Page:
Wednesday, February 17, 2016

New United Nations iLibrary

My inbox received several notices over the last couple of days about the launch of the new United Nations iLibrary, publicized as “the first comprehensive global search, discovery, and dissemination platform for digital content created by the United Nations.” The basic facts are that the iLibrary now provides researchers with a single online destination for accessing products created by the United Nations Secretariat in a manner that claims to be more intuitive.

I set out to test the “intuitive” claim by searching for material created by the United Nation’s High Commissioner for Refugees on handling refugee status claims. I came up empty-handed after four searches (various configurations of the terms refugee, status, and appeals). When I came up with no relevant results, I went on to read the iLibrary’s “about” page which informed me that 500 new titles are planned to be added every year, approximately 70% of which will be in English and will cover, inter alia, the following topic – “human rights and refugees” – so good to remember that this is a work in progress and to check the “about” page before launching a search. Topics covered at present include economic and social development, international law and governance, environment and urban issues, human rights and gender studies, international trade, public health and population, statistics, international peace and security, and United Nations matters.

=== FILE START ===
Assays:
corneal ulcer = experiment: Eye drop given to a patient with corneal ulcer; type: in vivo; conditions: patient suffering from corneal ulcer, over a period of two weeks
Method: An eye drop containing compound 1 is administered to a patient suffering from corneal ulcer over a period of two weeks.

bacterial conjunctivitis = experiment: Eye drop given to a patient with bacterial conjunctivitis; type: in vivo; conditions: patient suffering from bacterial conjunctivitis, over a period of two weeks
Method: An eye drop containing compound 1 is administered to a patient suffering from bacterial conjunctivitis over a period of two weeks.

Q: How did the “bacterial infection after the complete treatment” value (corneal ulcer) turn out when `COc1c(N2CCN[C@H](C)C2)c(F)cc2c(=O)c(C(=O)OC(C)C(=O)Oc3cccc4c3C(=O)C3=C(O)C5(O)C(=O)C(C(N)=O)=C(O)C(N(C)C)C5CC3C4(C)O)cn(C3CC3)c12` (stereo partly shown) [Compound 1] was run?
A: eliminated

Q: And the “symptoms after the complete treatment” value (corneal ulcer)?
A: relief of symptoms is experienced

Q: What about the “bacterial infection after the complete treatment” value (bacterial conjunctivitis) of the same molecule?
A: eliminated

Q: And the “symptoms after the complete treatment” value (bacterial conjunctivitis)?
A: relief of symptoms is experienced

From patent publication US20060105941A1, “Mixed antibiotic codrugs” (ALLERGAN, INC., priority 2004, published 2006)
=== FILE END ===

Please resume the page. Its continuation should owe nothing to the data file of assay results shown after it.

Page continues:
I tried another search that I was pretty sure would call back results (terrorism in the title) and I did get back a range of documents spanning November 2008 to March 2013, so another point to keep in mind, the iLibrary does not at present go back very far. As you may have surmised, there is an advance search option which permits searching by title, author, isbn/issn/doi, title and abstract as well as the old faithful full-text.

My results also came back with two options for viewing – pdf and “read.” Everyone has access to the “read” option but one has access to the “pdf” option only if one subscribes to the iLibrary, which costs approximately $12,500. That was surprising to me because I have always thought that one of the missions of the United Nations was to make information freely available to people in all sorts of conditions across the globe. I suppose it does with the “read” option, which displays on a platform supplied by the Organization for Economic Cooperation and Development, but still, what if you want to download?

In sum, as of today, if you know what United Nations document you are looking for, it will still be more efficient to go to the appropriate committee or court website, but I will definitely use this as a secondary place to search for potentially relevant United Nations documents.

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